“What do you hate about your body?”
My Weight Watchers leader posed this question to our group at the opening of a recent meeting. A supportive group of survivors, we were understandably confused.
This meeting was our sanctuary. To encourage us to be openly critical of parts of our bodies was incredibly uncomfortable, like ripping a loose fart during a quiet moment in a Sunday church service. Image: Augustin Ruiz via Flickr
The exercise encouraged each person to write down the parts of their bodies that garnered the most criticism from that mean inner voice that we all seem to have. I held the scrap of paper and stared at it, my mind as blank as its white surface.
I have not regularly looked in a mirror since I was a kid. As a survivor of childhood sexual abuse, I learned not to look too carefully at my own reflection, as I was afraid to see the unearned shame and guilt I carried. In addition, I simply couldn’t see very well.
I was born with a permanent cataract in my right eye. Colors appear dimmer and I have an intense sensitivity to light. My depth perception is screwed up, making night driving difficult. Eventually I will go blind in this eye, probably sooner than later.
And do you know how often I think about it?
I don’t stare in the mirror and berate my right eye because it isn’t what I imagine it could be. I don’t call it names and complain to others about it and allow it to hold me back.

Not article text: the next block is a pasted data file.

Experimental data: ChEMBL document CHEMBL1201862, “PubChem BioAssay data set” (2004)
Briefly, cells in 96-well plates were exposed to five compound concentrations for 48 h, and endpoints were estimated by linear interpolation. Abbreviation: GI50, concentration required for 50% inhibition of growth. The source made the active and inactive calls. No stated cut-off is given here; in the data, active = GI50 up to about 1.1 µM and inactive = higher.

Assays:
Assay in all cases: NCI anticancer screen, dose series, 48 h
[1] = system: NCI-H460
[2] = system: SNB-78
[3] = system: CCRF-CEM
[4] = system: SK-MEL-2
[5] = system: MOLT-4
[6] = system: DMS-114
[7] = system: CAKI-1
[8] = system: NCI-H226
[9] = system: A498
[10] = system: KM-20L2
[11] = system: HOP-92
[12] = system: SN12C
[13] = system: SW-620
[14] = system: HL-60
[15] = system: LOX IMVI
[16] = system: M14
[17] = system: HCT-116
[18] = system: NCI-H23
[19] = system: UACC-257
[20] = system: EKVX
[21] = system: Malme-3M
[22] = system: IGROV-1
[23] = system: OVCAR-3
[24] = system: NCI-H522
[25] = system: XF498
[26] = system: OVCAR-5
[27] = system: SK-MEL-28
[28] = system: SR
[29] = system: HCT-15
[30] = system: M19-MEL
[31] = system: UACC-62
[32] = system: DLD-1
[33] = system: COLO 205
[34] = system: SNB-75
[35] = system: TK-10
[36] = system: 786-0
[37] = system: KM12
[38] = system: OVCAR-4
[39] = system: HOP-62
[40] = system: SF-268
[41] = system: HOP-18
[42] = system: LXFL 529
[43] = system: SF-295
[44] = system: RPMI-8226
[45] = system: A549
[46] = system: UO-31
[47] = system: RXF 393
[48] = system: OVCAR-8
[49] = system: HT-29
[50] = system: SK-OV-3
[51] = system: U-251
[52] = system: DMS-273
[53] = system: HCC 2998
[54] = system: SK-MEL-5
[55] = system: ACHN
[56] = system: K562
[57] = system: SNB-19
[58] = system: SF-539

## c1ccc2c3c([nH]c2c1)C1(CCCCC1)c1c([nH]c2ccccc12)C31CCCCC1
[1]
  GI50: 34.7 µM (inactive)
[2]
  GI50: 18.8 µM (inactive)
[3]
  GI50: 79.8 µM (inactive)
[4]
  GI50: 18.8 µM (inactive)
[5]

In fact, I don’t think about it at all. I use my bum eye the best that I can and I appreciate it, because for the most part, it works.
Why can’t I think that way about the rest of my body? Why can’t I employ that kind of appreciation for what my body looks like and does for me?
It is easy to look in the mirror and be meaner than we would be to anyone else. It is frighteningly simple to let our inner critic snark at our squishy guts or wing-like triceps or dimply thighs.
I refuse to give that inner critic voice my attention, because my body continues to serve me without fail. I nurtured two humans inside this body, walked hundreds of miles, and traveled to Africa. I have arms that can embrace people and a heart that continues to pump and a brain that sometimes forgets how good I’ve got it. And I have a fantastic ass for wicked good dance moves.
I recently purchased a full-length mirror for the first time in my life. I hung it in a prominent place and practice looking into it.
I appreciate my body because it works hard. I have scars and bruises and curves and sags. I have earned every one of my marks of survival, and they are beautiful.
And I’ve got this bum eye that still shows me the world, at least for now.